We continue our excursion through the Woods :-) :>)

Bird as Prophet

The sun is rising, stroking swathes of pink upon the trees,
  as Coo and I bid fond farewell to all at Wayside Inn –
the Cluckers and the cheerful cook, the velvet honey bees,
  and Hap, who tells us, 'Come 'gain soon!' and gives his jaunty grin.

We're early out, to journey very far inside the woods,
  'The very heartlands!' Mrs Cluckers said, her brown eyes bright,
to take of breakfast tea and utmost finest of baked goods
  with one whose splendid summons-song awoke us at first light:

'I, Prophet-Bird, invite two travellers to my home this morn,
  the lady known as FT and her colombine, one Coo,
let Waldsfluss guide thy passage to the spring, the sweet Waldsborn,
  and there to meet, for hot sweet tea and shortbread-splits, woo-hoo!

'Woo-hoo!' dear Coo and I had echoed, keen to make a start,
  so now we wheel along the path beside the river banks,
the shovellers sailing, pigeons gliding, then a sudden dart –
  a kingfisher! with orange breast and turquoise head and flanks.

The forest floor is coated with a carpet, bronze and gold,
  of autumn leaves, here oak, there beech, and chestnut conkers gleam,
one falls upon my lap, released from green and spiky hold,
  to settle smoothly in my palm as river thins to stream.

Now maples stand around us, scarlet, ochre, yellow fires,
  and then, 'The spring!' Coo whispers, as we see the source at last,
a spray of water, endless beads, a host of silver spires
  above a rippling pond; we sit and stare awhile, aghast.

There is a bridge, and from this bridge, a figure waves our way,
  a large white bird, with long white hair, bedecked in rainbow robes,
we move towards her shyly, wondering what we should say,
  Coo offers her a maple leaf with several rounded lobes.

'I thank thee kindly, Little Coo!' Her voice flows like the brook,
  and swift she stoops, embraces us. 'I am the Prophet-Bird!'
'We thought you were,' replies dear Coo, then wears a foolish look,
  but Prophet-Bird just smiles and says, 'Come, try my lemon curd!'

We cross the bridge together and arrive at Prophet's Nest,
  a cottage snug among the maples, stone with roof of thatch,
'Now sit thee comfy on the porch, the view from here is best,'
  says Prophet-Bird, 'and I shall bring our tea and fresh-baked batch!'

We wait perhaps one minute while our hostess makes our tea,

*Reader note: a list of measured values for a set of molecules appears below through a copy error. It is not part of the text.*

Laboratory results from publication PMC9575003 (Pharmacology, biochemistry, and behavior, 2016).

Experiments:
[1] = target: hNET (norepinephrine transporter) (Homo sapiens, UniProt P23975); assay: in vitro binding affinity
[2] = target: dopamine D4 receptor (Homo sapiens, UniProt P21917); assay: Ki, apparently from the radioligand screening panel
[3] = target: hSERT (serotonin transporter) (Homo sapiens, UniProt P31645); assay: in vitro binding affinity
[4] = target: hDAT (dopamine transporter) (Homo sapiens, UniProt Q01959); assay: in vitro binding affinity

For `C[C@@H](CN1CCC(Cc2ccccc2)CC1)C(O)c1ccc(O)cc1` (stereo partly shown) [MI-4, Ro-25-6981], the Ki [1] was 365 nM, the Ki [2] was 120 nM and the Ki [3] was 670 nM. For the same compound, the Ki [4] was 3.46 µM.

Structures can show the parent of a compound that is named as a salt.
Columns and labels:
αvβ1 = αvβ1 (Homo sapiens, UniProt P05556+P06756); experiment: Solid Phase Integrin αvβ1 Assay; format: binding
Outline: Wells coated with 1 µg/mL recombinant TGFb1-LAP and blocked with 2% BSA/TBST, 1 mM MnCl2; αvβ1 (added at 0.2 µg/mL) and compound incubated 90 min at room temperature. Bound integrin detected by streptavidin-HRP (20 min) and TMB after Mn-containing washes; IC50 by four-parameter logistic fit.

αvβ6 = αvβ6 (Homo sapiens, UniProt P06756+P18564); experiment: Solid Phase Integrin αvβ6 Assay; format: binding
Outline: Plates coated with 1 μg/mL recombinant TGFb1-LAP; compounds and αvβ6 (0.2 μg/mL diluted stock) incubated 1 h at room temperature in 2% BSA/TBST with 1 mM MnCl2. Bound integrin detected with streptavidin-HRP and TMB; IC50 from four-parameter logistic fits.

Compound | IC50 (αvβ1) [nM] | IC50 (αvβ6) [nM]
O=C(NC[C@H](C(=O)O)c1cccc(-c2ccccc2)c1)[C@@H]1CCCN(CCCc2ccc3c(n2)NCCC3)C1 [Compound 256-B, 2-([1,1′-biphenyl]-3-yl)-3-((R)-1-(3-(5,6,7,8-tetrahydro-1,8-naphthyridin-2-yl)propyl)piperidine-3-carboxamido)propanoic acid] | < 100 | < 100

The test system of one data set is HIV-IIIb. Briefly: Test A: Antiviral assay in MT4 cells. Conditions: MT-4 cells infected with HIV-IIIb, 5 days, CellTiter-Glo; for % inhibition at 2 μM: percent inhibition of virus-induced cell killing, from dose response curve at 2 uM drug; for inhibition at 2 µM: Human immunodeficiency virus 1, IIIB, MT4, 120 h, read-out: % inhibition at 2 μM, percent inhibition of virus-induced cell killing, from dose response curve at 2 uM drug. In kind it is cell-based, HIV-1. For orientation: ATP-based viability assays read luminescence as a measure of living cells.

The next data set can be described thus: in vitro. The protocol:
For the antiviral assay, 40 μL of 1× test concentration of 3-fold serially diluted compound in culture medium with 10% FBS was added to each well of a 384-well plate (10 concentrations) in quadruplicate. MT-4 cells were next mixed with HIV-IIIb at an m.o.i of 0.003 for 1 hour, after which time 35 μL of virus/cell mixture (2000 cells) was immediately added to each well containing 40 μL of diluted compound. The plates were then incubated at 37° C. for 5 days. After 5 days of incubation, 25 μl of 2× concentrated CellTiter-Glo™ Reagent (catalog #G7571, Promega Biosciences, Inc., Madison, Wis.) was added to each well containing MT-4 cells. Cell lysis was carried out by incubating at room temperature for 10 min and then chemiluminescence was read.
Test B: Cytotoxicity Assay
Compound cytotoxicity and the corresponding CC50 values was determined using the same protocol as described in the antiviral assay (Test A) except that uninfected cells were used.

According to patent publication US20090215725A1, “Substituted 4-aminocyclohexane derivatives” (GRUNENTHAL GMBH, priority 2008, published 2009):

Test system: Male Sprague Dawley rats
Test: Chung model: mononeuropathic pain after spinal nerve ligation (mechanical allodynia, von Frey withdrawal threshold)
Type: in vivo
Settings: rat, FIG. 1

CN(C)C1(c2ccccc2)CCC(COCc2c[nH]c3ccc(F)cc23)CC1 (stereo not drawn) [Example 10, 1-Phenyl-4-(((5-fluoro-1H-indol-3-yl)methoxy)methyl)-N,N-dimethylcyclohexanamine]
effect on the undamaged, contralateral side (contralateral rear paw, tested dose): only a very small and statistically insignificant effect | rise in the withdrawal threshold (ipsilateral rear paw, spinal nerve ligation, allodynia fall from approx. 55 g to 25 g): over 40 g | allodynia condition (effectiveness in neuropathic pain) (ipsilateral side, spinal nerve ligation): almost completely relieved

and take in our surroundings in this pleasant peaceful place –
left, silver pond, beneath the maples, swans swim, two then three,
  then four, five, six and seven sailing slowly, full of grace.

And to our right, a garden, rows and rows of plants and blooms,
  'My kitchen garden!' Prophet-Bird announces, as she sits,
a breeze blows through and carries an abundance of fine fumes,
  as tea is poured and treats presented. 'Try these shortbread-splits!'

We take a shortbread and – 'Woo-hoo!' – the lemon curd tastes grand,
  our tea is hot and fragrant with a spice we do not know,
'All from the garden,' Prophet-Bird explains and pats my hand,
  'and good for travellers, where and howsoever they might go.'

'Your home is lovely,' Coo informs the Prophet-Bird, who smiles,
  'I thank thee, Coo.' Then I enquire, 'And have you lived here long?'
'Yes, very long; my family is from the Waldsfluss Isles,
  and since the Woods' beginnings we have sung our tending song.'

'Please, may we hear the tending song?' dear Coo and I then ask;
  'Of course, my friends!' the Prophet-Bird replies and clears her throat,
then sidles to the front of porch where pigeons come to bask,
  providing harmonies for every clear soprano note:

'Dear Walds, that sprung up round our home in many years gone by,
  we vow to tend thee all our days, to nurture all thy parts,
from water source to earth to plants to trees that brush the sky,
  and all that live their lives herein, we cherish in our hearts!

Dear Coo and I applaud and Prophet-Bird and pigeons twirl,
  the seven swans all clap their wings, frogs jig on autumn loam,
around the silver pond the fiery maples sway and whirl,
  'It is my mission,' chirps our friend, 'to tend my woodland home.'

Poetry by Coo & Co The PoetBay support member heart!
Read 739 times
Written on 2015-11-05 at 00:50

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StillHoppin The PoetBay support member heart!
so many delightful details! and i must agree with those who have commented before me - we run out of superlatives, because your writing draws them forth consistently. there is a gracefulness about your writing, with never an errant word (or feather!) and i loved reading about your encounter with Prophet-Bird!


Jamsbo Rockda The PoetBay support member heart!
So beautiful. I wish that we humans were like Prophet-Bird and knew how to treat the land and animals. Your adventures are wonderful and always compelling reading :)

Lawrence Beck The PoetBay support member heart!
Like Fog, I have run out of superlatives to describe your poems. I'll just say this: I was having a pretty rotten day until I read Bird as Prophet. Now, I'm not.

I ran out of adequate words to express my appreciation for your nature poems a long time ago. This is, as always, loving and lovely, in a way - your way - not just a trip to the woods but back in time to a classical way of seeing and saying. The penultimate stanza should be everyone's mantra; unfortunately these days so few practice it.